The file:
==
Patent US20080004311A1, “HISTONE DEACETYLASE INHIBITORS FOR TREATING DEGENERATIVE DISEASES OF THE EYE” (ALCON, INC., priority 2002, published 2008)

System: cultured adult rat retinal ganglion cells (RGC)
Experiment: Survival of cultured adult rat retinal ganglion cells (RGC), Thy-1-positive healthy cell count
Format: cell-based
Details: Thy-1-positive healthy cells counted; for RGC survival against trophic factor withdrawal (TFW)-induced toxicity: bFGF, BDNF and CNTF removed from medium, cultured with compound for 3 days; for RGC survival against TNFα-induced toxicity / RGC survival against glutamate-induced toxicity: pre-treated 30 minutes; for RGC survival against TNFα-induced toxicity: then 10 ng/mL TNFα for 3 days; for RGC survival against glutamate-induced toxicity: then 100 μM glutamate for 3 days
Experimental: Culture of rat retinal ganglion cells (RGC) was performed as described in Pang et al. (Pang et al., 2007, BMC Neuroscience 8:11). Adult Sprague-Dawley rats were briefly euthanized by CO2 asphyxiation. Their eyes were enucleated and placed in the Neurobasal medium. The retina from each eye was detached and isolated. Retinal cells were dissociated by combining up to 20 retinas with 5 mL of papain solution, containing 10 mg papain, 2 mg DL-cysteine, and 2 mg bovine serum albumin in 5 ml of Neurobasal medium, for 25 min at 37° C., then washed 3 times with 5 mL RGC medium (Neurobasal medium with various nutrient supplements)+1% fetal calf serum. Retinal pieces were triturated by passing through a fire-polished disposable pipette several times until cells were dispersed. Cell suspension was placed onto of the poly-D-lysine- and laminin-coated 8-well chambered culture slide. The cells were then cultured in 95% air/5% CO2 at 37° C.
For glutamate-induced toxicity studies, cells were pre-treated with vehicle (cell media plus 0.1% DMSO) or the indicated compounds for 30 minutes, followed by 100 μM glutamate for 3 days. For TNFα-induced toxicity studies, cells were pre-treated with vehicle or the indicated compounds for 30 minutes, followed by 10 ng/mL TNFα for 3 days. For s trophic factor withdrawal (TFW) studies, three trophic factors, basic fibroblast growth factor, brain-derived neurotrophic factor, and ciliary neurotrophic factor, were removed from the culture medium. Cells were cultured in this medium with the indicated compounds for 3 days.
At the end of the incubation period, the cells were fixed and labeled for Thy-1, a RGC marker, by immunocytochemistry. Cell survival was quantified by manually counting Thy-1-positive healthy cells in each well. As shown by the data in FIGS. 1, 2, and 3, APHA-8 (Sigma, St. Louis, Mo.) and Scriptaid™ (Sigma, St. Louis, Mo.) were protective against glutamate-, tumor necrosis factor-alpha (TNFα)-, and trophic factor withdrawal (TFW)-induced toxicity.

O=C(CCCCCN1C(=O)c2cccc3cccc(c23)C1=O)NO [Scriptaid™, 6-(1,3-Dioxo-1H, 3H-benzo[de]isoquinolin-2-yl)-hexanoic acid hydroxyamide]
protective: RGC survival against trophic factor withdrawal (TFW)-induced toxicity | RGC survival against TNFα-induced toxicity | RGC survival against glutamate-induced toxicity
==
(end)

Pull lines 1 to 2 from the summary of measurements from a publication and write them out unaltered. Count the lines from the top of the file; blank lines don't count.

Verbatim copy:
Patent US20080004311A1, “HISTONE DEACETYLASE INHIBITORS FOR TREATING DEGENERATIVE DISEASES OF THE EYE” (ALCON, INC., priority 2002, published 2008)

System: cultured adult rat retinal ganglion cells (RGC)